The three buck regulators are enabled by default due to a pull up resistor tied to the DCDC enable pins. The regulators provide the required voltage levels using fixed resistor dividers on the DEFDCDC pins. The K02 can subsequently disable all bucks by driving the enable (PMIC_DCDC_E) low or individually via the PMIC's I2C interface.

The two LDO regulators are disabled by default due to an external pull down resistor (R35). This is required since their default voltage rails are not what is needed and sequencing is required for these rails. The K02 is required to progam the LDOs adequately before enabling the LDO in sequence (see FPGA power sequencing below).

TI TPS65023B notes:

The TPS65023x incorporates three synchronous step-down converters operating typically at 2.25-MHz, fixed frequency pulse width modulation (PWM) at moderate to heavy-load currents. At light-load currents, the converters automatically enter the power save mode (PSM), and operate with pulse frequency modulation (PFM). The VDCDC1 converter, which powers the ECP5 core at 1.1V, is capable of delivering 1.7-A output current, the VDCDC2 converter is capable of delivering 1.2 A and the VDCDC3 converter, which powers the PHY cores at 1.0V, is capable of delivering up to 1 A.

The core voltage (DCDC1) can be reprogrammed through the serial interface in the range of 0.8 V to 1.6 V with a programmable slew rate. The converter is forced into PWM operation whilst any programmed voltage change is underway, whether the voltage is being increased or decreased. The DEFCORE and DEFSLEW registers are used to program the output voltage and slew rate during voltage transitions.

The PMIC DCDCs can be synchronized out of phase from one another, reducing the peak noise at the switching frequency.

FPGA power sequencing notes from Lattice ECP5 datasheet:

  • "It is recommended that the I/O buffers be powered-up prior to the FPGA core fabric. VCCIO supplies should be powered-up before or together with the VCC and VCCAUX supplies." (Page 40 of DS)
  • "If the ECP5/ECP5-5G device is using Master SPI mode to download configuration data from external SPI Flash, it is required to ramp VCCIO8 above VIH of the external SPI Flash, before at least one of the other two supplies (VCC and/or VCCAUX) is ramped to VPORUP voltage level" (Page 49 of DS)
  • "For LFE5UM/LFE5UM5G devices, it is required to power up VCCA, before VCCAUXA is powered up." (Page 49 of DS)
  • "VCCAUX ramp rate must not exceed 30 mV/us during power-up when transitioning between 0 V and 3 V." (Page 48, Note 4 of DS)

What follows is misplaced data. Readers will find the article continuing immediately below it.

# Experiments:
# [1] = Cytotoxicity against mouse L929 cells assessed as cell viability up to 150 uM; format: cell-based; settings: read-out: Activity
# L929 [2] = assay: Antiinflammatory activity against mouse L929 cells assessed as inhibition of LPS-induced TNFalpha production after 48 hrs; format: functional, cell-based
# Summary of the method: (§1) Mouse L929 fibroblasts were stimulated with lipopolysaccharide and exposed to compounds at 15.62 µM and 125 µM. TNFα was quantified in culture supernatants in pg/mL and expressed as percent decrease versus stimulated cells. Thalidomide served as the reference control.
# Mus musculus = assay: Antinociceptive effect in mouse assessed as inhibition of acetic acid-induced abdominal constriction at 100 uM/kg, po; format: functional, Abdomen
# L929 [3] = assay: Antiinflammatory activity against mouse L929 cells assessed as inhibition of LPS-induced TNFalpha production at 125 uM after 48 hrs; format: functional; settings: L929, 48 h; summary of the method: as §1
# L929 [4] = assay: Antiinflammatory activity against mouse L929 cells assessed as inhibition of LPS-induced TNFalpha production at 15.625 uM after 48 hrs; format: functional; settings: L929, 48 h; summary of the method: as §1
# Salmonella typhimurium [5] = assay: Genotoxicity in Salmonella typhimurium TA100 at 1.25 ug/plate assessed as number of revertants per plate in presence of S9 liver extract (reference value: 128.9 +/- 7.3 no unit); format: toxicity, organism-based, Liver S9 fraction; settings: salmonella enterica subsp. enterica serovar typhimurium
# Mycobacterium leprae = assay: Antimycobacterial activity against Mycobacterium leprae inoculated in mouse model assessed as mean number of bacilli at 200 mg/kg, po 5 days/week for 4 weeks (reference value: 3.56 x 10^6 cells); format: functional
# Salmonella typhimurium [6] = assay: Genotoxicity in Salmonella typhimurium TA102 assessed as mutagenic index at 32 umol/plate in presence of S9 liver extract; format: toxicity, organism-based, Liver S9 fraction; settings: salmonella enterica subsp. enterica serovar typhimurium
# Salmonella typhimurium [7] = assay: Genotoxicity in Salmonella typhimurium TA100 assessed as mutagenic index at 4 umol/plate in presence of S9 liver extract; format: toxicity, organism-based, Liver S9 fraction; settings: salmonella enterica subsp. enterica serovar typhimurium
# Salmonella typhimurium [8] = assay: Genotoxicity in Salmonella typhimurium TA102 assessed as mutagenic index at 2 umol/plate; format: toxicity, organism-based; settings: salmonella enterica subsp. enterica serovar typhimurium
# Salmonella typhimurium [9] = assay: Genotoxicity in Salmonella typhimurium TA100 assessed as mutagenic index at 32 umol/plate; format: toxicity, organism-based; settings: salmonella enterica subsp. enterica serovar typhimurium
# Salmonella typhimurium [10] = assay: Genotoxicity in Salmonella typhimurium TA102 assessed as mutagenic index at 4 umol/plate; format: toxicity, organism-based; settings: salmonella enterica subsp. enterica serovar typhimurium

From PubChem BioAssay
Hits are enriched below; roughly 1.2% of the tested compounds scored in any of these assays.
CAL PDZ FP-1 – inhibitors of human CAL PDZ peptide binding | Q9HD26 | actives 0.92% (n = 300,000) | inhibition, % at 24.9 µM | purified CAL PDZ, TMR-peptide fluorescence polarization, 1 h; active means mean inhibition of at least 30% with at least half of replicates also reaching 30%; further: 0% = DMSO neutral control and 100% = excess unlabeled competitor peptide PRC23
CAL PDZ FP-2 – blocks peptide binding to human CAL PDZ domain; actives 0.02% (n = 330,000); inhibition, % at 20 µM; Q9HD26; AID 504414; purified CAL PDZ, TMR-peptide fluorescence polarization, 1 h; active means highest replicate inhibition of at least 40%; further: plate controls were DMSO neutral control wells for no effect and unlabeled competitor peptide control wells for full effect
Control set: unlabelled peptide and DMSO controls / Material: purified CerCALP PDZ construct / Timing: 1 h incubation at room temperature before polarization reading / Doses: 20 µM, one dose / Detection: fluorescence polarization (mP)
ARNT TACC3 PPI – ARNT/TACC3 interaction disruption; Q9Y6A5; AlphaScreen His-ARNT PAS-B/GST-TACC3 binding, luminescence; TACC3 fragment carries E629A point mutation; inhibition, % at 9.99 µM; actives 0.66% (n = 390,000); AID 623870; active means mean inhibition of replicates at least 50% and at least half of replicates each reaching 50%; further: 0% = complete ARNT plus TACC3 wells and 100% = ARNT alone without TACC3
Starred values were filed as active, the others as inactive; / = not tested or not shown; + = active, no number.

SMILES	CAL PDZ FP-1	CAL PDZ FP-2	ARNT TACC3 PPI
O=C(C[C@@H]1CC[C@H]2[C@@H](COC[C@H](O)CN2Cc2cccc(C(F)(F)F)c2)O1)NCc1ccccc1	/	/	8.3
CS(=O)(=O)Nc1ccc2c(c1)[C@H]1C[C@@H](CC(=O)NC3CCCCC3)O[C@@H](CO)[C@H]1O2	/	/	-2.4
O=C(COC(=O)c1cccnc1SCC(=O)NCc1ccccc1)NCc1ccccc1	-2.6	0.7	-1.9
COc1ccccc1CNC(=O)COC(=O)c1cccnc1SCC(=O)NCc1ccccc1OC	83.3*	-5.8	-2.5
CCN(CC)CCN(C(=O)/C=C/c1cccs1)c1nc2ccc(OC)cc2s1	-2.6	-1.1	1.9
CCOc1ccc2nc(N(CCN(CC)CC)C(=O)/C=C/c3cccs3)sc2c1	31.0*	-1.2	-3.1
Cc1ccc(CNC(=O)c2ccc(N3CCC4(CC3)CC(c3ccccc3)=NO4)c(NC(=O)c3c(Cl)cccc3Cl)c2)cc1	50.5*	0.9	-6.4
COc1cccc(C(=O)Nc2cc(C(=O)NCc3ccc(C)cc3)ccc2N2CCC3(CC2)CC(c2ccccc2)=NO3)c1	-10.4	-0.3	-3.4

Figure 5. ECP5 Power Sequencing

Reset and Boot

The default operation is that both the µC and FPGA boot independently upon powerup, and the µC can subsequently re-trigger an FPGA configuration. The PHYs remain in reset until the µC programmatically releases them via the FPGA.

The FTDI device powers up independently. The FT2232H default configuration on its two ports is RS-232, and a host via USB must re-configure the ports to JTAG / MPSEEE for proper use (e.g., OpenOCD JTAG controller).

Reset Signals:

Signal Notes
UC_RESETN Drives K02 Reset Signal. Signal is pulled up with R68. Can be driven low by SW1, FTDI I/O, and 3.3 Buck (U7) PG signal
PHY0_RESETN Drives PHY0 Reset Signal from FPGA. Signal is pulled down with R24.
PHY1_RESETN Drives PHY1 Reset Signal from FPGA. Signal is pulled down with R14.
FPGA_RESETN µC asserts this to reset FPGA after configuration is done. There is no external pull-up or pull-down resistor. FPGA should be programmed with an internal pull-up.
FTDI_RESETN R43 pulls the signal high.

Reset Sequence:

  1. External power supply rises above 5V.
  2. TPS62135 Power Good (PG) signal assertion negates K02 reset
  3. ECP5 boots based on voltage rail requirements being met
  4. Under software control, K02 asserts PMIC power enables for LDOs
  5. K02 releases PHY resets and enables / powers up the FPGA's PCS/SERDES block via I2C controller commands

Additional Reset Notes

  • There is a momentary mechanical switch on the edge of Darsena that can assert the K02 reset.
  • The active, integrated K02 reset filter should be utilized, and an optional LPF RC filter is provided on the PCB.
  • TPS62135 PG is open drain. When low this asserts the K02 RESET_B, which is also open drain. K02 reset will make use of internal filter.
  • DP83867CS has an internal POR circuit that asserts regardless of its RESET_N.